Artist in residence Alfred Huckett takes notes

York Early Music Festival Artist in residence Alfred Huckett at work in York Minster

York Early Music Festival Artist in residence Alfred Huckett at work in York Minster

First published in Exhibitions
Last updated

CAN you capture music in paint? Artist and choir member Alfred Huckett set himself this challenge in his record third residency at the York Early Music Festival, where he has spent the past fortnight painting and drawing at rehearsals and performances.

He is the only artist to have been asked back so many times by Ann Petherick, from Kentmere House Gallery in Scarcroft Hill, who has collaborated regularly with the festival on the residency scheme.

"Alfred's approach to the residencies is based on his life-long love of music, and his ongoing involvement as a singer in an early music choir in London," says Ann.

"Both his work and his presence around the festival have been enjoyed by all concerned, as he immerses himself in the music, the venues, and the interactions with the performers."

His previous residencies were in 1995 and 2010.

"In those years, I worked from relatively figurative ideas, painting musicians in York buildings, and moved on to a freer approach more concerned with the movement of the musicians," he says.

He was observing musicians once more when What's On interviewed him at The Cardinall's Musick's rehearsal in The Quire of York Minster last Thursday afternoon, but he was reacting as much to the blissful 16th century music as to the a cappella singers. "Depictions of the music itself is the area that now interests me: neither abstract nor figurative, but based on the actual piece of music,” says Alfred.

"You do look for different ways of interpreting what you see and hear, but after the last residency, I said to myself, no way am I coming back, but I'm here again, looking to find a different way of portraying music, and the attempt is progressing, going more towards the abstract. I'm looking for variety, so I've heard Jordi Savall's Hesperion XXI in the opening concert with the Spanish/Jewish interplay of the music, and Pietro Locatelli's music, played by the Orchestra of the Age of Enlightenment, both at the Sir Jack Lyons Concert Hall.

"And I love the music by the Spanish composers sung by The Cardinall's Musick in the Minster."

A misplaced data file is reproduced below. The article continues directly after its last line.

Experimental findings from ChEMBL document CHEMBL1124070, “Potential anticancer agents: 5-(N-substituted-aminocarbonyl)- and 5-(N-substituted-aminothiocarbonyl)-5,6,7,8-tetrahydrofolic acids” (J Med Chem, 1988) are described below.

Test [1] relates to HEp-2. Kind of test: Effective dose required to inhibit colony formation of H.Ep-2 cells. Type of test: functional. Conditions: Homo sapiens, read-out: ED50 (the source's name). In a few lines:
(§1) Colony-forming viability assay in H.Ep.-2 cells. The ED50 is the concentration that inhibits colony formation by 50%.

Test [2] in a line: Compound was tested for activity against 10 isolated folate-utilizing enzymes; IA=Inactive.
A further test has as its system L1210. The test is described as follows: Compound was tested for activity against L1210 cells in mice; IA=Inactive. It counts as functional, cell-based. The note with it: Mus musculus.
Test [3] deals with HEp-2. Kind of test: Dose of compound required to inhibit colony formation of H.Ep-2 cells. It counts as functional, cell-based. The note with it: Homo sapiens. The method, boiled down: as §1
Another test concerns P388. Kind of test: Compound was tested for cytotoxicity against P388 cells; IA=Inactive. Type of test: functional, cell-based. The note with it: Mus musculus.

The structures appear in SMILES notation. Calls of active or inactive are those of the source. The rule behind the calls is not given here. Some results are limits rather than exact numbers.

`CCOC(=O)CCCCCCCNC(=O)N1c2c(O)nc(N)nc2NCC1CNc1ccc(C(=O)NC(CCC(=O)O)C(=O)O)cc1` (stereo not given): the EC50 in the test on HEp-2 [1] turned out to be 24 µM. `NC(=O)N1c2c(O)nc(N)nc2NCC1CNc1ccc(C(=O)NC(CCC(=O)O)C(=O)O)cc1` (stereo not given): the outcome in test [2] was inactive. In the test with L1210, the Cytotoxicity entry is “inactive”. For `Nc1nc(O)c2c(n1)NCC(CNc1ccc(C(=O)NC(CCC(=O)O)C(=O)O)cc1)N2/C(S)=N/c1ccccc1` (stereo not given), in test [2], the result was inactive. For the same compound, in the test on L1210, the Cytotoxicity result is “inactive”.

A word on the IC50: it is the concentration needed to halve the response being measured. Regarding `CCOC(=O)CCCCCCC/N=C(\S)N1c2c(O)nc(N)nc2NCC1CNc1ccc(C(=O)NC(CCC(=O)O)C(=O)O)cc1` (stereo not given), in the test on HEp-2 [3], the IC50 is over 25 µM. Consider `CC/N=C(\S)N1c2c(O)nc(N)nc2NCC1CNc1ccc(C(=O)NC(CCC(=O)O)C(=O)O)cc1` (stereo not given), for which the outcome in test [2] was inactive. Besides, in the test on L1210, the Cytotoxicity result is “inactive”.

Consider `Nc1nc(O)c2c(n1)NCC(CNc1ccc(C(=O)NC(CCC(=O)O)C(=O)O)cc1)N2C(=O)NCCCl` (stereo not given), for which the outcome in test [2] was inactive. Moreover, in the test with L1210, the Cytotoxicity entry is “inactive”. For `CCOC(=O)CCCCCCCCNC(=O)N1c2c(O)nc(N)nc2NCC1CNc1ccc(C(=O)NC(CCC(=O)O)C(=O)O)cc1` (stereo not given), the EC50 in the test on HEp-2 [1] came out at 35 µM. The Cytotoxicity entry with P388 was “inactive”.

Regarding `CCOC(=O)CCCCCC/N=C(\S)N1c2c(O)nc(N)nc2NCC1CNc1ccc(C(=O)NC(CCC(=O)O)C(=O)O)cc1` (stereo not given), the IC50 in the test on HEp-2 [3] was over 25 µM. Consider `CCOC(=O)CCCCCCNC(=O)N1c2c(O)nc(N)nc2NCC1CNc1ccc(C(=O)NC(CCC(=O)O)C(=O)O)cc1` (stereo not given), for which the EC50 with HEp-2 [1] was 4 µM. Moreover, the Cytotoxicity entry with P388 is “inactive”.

The task, suggests Alfred, from North London, is to find an analogy between music and painting.

"Some aspects are easier than others; there is rhythm in music as there is rhythm in painting, and you can follow the line of a voice, which can be like a drawn line," he says. "But it's more complicated when you get harmonies and modulations, which suggest different blends of colours.

"As a preliminary to doing this residency, I have a friend who's a composer, Andrew Campling, and I was lucky enough to be around his studio as he worked on his piece for piano and soprano, Stabat Mater, so we could discuss my ideas.

"The challenge now is to get musicians to accept the linking of two art forms, so that they can see an appreciation in painting of what they're doing."

Alfred listens, paints what he hears and also uses manuscripts to break down music into bars that he can interpret in paint. "I look for repeated patterns in music, which is another device I can capture," he says. "I'm also looking to convey the layering of the voices and yet the clam stillness of the music."

The paintings and drawings produced from Alfred'ss festival residency will be exhibited at the National Centre for Early Music, in Walmgate, from December 6 to 20, to coincide with York Early Music Christmas Festival.

The work will emerge in two forms.

"One will be drawings, which I shall work up in my studio and will be more figurative," he says. "The other will be oil paintings that I'll work up from manuscripts. To get one paining, I shall do lots of paintings, probably 20 for each one, because it needs refining. It takes time to get the right colours for the music."

Alfred is confident that music can be expressed in painting and drawing in a form viewers will comprehend.

"I've always been taught to look at a painting first, without reading any information around it, because if it's not working visually, it's not working at all," he says. "I know a painting has to be 'read' by people when it's finished and I have to enable people to understand what I'm doing. That's what I must do."

There is a further motivating factor behind his new work. "My partner is becoming deaf and has come to appreciate classical music in the past ten years, and I've often thought it would be nice to paint music for deaf people, and so my partner will be one of the judges of my work," he says.

And so can you be in December.

 

Comments

Comments are closed on this article.

Send us your news, pictures and videos

Most read stories

Local Info

Enter your postcode, town or place name

About cookies

We want you to enjoy your visit to our website. That's why we use cookies to enhance your experience. By staying on our website you agree to our use of cookies. Find out more about the cookies we use.

I agree